### 06-28, 15:30â€“15:50 (Asia/Jerusalem), Hall 3

A short walk through the challenge of finding the fastest NumPy algorithm/way for solving the 8 Queens puzzle. During this walkthrough I will explain the different solutions, the NumPy APIs Iâ€™ve been using and their underlying implementation.

NumPy is a powerful library. Understanding its underlying implementation and its APIs is key for achieving fast code.

The 8 Queens puzzle requires placing eight chess queens on an 8Ã—8 chessboard so that no two queens threaten each other. Thus, a solution requires that no two queens share the same row, column, or **diagonal**. When solving the puzzle, it is possible to use shortcuts that reduce computational requirements. For example, by applying a simple rule that constrains each queen to a single column (or row). Generating permutations further reduces the possibilities to just 40,320 (that is, 8!), which then can be checked only for **diagonal** attacks.

The talk will explore 5 different ways to use NumPy to sum all the diagonals in a 2 dimensional array â€” from brute force, i.e. looping over all diagonals, to more advanced APIs (e.g. as_strides.)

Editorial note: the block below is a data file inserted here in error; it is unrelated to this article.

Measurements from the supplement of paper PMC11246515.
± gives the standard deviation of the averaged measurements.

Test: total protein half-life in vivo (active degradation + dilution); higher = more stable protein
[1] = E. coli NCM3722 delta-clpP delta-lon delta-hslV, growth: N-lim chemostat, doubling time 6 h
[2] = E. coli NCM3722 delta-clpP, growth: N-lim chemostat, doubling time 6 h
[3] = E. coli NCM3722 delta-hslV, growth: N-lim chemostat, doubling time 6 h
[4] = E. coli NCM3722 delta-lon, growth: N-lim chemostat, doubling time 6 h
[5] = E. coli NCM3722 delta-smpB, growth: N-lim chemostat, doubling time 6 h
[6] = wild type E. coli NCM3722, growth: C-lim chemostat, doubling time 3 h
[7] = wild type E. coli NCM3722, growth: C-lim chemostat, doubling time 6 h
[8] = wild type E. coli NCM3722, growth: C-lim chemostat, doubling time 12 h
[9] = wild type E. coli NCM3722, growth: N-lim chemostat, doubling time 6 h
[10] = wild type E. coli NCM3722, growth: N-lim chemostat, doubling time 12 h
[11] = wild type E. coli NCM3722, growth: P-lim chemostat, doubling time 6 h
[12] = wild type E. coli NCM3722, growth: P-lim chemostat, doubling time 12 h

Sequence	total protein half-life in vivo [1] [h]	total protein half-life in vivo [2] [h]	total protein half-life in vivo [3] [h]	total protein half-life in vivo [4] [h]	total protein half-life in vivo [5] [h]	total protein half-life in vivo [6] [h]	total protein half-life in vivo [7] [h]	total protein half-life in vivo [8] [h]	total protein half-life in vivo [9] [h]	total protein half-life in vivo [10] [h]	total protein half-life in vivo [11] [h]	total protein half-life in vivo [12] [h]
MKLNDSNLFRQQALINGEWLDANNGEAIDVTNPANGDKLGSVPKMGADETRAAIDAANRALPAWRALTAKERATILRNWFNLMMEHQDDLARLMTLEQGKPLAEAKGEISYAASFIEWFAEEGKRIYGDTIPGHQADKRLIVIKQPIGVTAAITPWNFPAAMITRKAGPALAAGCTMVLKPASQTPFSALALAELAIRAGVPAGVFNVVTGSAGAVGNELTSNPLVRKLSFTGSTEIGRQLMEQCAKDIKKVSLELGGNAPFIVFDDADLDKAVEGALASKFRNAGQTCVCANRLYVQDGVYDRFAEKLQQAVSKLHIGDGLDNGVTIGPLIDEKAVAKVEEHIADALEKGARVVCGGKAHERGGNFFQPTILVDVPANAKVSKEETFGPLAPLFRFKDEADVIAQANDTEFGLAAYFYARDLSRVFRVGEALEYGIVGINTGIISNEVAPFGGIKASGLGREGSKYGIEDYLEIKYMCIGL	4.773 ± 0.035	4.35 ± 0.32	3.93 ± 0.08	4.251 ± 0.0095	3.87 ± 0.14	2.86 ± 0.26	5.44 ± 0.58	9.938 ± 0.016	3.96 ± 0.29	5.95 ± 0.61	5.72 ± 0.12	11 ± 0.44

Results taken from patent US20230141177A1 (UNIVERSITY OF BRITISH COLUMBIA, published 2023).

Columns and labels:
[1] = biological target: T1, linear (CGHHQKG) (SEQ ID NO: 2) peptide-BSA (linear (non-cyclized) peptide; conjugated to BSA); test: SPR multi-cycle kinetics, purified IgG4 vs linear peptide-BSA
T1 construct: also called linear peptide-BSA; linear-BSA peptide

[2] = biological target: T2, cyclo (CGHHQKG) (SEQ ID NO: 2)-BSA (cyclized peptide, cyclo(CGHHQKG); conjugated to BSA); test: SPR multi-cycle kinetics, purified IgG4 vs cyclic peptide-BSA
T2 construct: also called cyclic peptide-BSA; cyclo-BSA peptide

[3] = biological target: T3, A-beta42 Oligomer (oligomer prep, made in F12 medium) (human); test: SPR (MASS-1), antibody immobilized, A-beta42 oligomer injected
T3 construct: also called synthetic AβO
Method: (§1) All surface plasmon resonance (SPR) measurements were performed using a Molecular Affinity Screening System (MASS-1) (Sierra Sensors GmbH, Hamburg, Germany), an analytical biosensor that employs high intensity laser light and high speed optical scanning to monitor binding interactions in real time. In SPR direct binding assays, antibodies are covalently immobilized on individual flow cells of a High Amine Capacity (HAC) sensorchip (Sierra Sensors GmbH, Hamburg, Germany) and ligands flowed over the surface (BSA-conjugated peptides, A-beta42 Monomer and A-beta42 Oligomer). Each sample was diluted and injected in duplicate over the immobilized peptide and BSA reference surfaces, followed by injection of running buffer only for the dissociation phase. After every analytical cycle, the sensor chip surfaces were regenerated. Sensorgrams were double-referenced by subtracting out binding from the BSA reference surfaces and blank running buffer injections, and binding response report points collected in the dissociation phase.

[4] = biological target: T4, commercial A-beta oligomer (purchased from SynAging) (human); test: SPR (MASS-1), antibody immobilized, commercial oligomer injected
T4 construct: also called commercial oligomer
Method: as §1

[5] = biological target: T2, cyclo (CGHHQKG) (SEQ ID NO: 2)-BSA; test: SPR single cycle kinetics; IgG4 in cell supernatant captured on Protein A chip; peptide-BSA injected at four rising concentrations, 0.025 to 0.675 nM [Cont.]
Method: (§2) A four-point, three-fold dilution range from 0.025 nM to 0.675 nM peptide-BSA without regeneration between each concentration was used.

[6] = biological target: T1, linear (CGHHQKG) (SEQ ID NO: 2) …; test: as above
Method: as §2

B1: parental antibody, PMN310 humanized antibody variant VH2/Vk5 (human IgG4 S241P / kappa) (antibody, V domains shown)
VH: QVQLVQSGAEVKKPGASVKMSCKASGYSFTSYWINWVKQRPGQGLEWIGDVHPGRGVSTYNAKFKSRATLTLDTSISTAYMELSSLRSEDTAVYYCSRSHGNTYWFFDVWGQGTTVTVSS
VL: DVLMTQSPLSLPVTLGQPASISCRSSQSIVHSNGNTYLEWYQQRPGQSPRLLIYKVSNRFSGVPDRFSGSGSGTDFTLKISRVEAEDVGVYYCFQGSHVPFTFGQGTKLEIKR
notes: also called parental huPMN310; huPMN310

During this walkthrough I will explain the different solutions, the NumPy APIs Iâ€™ve been using, their underlying implementation, and a few basic NumPy principles like array data structure, broadcasting, fancy indexing and more.

The optimal solution might surprise you.

**We will learn that:**

- loops in NumPy are a performance enemy.
- There are (almost) always multiple ways to solve a problem in NumPy â€” you may just need to expand your box of tricks.

**Session language**â€“

English

**Target audience**â€“

Developers

**Other (target audience)**â€“

Algo Developers

I have been developing software since 1987, and for the past five years I have been a software architect at Applied Materials. Prior to that, I worked in R&D management positions at a number of technology companies, including Verint, Nokia Siemens, and Comverse. I love to learn new technologies on the one hand, and on the other hand to embark on challenging treks around the world: I have done, among other things, the routes of the Tour de Mont Blanc (160 km) and Alta Via 1 (150 km).